As I said earlier, we had probably the best -- not probably, we had the best year in the company's history for our Safety Assessment business in fiscal 2022, really strong demand way out a year or 1.5 years and escalating price points and market share gains. And so we were feeling very good coming into this year as we were locking down our operating plan, and this came up literally out of the blue.

And then as you say, I can't put a finer point on it than what you said. All sorts of rumor is tough to verify. But Cambodia closed, no it's not closed. Great, it's not closed, but then we got U.S. government is we don't care, but you can't use them until you can determine and prove to us that the animals are purpose-bred.

So it's just November to now, which is -- it feels like decades, that's a relatively short period of time. We have finally opened up channels to have conversations with both DOJ and Fish and Wildlife, obviously, not only will we cooperate, but I think it's incumbent upon us given our scale and who we are to be the leaders in solving this problem. We have to solve this for the client base. By that, I mean, we have to come up with the necessary tests that can be done quickly to determine which animals -- that the animals are indeed purpose-bred, and we will do that.

So we'll stay close to all of our suppliers or particularly the one that we -- the principal one that we use in Cambodia, provide advice and counsel on what we think they need to do additionally on their end. And we'll enhance our own internal testing methodology such that we can just show efficient wildlife data, and hopefully, they'll be pleased with it.

And it's as straightforward as frustrating and as sort of sudden as that, the -- it just literally sort of the information and the kind of severity of what the government was looking for seem to come out of nowhere, certainly with no advanced notice. And it's not something we've spoken to them about previously. And as I said, we had an extraordinary fiscal 2022, so -- and never even a hint of this kind of concern or investigation or conversation.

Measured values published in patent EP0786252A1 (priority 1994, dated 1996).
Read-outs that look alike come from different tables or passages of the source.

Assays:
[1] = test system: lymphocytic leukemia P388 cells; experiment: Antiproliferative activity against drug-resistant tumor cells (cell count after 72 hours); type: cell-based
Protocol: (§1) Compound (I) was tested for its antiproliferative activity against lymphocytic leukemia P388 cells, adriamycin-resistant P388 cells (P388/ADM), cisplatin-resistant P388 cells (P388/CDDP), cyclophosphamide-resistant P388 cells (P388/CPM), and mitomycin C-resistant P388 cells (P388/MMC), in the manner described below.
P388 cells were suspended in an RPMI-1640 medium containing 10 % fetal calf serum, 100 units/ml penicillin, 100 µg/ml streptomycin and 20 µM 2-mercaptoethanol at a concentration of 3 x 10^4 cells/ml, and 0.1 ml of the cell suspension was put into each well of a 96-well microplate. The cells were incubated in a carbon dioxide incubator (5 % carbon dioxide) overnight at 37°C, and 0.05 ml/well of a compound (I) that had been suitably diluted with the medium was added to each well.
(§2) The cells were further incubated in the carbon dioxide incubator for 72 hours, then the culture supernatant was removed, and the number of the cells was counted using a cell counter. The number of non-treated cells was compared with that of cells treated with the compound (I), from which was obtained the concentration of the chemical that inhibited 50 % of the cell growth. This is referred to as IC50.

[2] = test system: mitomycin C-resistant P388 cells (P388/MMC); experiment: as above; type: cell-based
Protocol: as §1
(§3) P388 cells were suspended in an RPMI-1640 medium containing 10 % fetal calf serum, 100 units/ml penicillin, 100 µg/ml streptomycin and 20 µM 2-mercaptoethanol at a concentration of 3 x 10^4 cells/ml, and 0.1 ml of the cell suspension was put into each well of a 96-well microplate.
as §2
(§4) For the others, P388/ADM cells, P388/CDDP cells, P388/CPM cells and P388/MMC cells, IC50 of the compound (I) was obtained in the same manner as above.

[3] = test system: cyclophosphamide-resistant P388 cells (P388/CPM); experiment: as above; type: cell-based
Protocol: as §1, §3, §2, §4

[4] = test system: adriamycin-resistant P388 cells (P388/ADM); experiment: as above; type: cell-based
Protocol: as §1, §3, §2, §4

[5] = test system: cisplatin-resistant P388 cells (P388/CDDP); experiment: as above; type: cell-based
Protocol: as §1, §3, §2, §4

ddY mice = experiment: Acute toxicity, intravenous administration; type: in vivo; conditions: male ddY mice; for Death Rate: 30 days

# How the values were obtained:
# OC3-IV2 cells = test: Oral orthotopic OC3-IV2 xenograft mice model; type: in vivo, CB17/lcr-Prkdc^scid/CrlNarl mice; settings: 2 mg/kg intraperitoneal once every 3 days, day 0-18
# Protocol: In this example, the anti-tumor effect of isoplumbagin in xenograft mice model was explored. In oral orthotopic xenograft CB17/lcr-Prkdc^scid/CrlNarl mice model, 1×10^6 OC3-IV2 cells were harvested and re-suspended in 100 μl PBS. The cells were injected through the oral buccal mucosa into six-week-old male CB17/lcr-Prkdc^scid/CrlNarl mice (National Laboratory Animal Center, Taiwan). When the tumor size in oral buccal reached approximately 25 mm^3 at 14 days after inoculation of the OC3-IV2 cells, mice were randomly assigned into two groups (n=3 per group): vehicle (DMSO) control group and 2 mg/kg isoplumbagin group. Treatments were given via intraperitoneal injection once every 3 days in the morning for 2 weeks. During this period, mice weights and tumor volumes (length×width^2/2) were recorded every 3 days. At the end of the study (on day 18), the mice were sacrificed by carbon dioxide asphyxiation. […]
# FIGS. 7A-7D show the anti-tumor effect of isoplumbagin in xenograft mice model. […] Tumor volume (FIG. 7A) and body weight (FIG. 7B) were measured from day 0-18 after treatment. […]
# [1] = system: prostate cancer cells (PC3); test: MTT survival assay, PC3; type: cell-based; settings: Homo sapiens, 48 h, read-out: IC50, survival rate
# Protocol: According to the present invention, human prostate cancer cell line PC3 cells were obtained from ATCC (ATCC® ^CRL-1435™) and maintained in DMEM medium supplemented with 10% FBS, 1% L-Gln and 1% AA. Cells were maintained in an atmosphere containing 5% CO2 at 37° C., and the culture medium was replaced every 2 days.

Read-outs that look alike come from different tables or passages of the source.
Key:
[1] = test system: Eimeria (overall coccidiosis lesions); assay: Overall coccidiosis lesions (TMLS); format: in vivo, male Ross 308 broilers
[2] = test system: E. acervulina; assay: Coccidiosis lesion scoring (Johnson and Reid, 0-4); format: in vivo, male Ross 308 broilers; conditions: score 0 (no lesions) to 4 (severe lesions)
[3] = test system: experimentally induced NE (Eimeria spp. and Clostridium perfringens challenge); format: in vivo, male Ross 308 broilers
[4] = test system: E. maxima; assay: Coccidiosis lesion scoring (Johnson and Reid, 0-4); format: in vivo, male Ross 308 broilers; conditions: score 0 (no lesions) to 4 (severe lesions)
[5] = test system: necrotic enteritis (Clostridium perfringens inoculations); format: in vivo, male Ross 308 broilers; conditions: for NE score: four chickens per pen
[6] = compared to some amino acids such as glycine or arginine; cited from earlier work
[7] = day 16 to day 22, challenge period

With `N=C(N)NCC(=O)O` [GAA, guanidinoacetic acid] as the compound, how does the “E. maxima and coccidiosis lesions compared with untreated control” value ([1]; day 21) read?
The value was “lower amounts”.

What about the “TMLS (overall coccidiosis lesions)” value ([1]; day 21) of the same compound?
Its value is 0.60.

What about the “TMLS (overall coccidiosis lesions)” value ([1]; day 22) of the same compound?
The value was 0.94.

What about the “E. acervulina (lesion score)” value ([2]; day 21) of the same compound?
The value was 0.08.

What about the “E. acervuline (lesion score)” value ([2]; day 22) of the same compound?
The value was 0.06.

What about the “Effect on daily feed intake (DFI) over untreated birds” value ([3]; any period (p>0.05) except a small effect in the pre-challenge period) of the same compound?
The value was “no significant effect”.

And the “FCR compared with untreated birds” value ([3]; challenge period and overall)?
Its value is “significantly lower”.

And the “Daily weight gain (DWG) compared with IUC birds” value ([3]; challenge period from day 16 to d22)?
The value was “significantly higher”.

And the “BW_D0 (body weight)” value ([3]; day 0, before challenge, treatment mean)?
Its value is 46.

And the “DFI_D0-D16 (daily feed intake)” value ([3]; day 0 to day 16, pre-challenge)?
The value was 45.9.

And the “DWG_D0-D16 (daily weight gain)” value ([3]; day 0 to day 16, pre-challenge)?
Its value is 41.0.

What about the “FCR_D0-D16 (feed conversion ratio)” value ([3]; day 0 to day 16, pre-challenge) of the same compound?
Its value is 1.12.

Patrick Donnelly
Analyst at Smith Barney Citigroup

That's helpful. Thanks, Jim.

James C. Foster
Chief Executive Officer at Charles River Laboratories International

Sure.

Operator

Thank you. Our next question will come from Max Smock with William Blair. Your line is open.

Max Smock
Analyst at William Blair

Hi, thank you for taking our questions. Maybe one for me on the CDMO business. You mentioned a stronger sales funnel for this part of the company. And just wondering if there's any more detail you can share around how the sales funnel has grown over the last couple of quarters here, and what you're seeing in terms of the strength in the cell and gene therapy market more broadly? And then in terms of those potential opportunities that you've won so far, I guess, it would be helpful to hear really what has differentiated you or what you think differentiates you from some of your larger competitors in the space. Thank you.

James C. Foster
Chief Executive Officer at Charles River Laboratories International

Sure. The market is strong and has remained strong. There's a plethora of cell and gene therapy drugs that had then quote discovered and need to be developed either to success or failure. So we're going to be very, very busy. We've, as I said earlier, retooled the sales organization. So we've got people with great expertise in both cell and gene therapy to understand both the science and the processes for manufacturing and the time frame. As I said earlier, the time frame is longer than we had anticipated.

So we're really pleased with the way we've been signing up clients, large and small, the openness to share their anticipated plans with us to wheel what the market size they think the drugs might have. As I said earlier, we have several clients that are on the verge of commercialization. It doesn't mean the drugs will get to market, but I'm just saying from a regulatory point of view are on the verge of having finished clinicals and will be filing and one that has moved into a commercial zone.

So the sales funnel feels solid, consistent, persistent and pretty varied in terms of the scale of the companies. The market itself, the -- it's probably a number we should update, but we -- when we quantified it last time, we said they were about 3,000 cell and gene therapy drugs in development, probably two-thirds of which were in the preclinical domain. And obviously, some meaningful portion of these we'll get to work on.

The differentiating factor for us and the reason we went into CDMO space having kind of fleet from a few years ago because it's kind of a crowded space is that this is kind of an interesting niche. We have a couple of other very good players in the space, which is fine. The market needs them, but what the differentiating feature is that we don't just manufacture a drug.

We have the Biologics Testing business, which is kind of how we ended up pivoting back into this space because clients were saying speed is of the essence. We give you our molecule and develop it for us. We can't tolerate you sending us out to find some of the manufacturer negotiating prices, maybe someone we don't know or trust. We'd like you to be able to do that for us.

So if you think about it, we can do some of the discovery development. We can do all the toxicology work to say it's safe, then we can test that molecule before it goes into the clinic -- sorry, we can now manufacture the molecule, and then test it before it goes into the clinic and then test it as it goes into commercialization.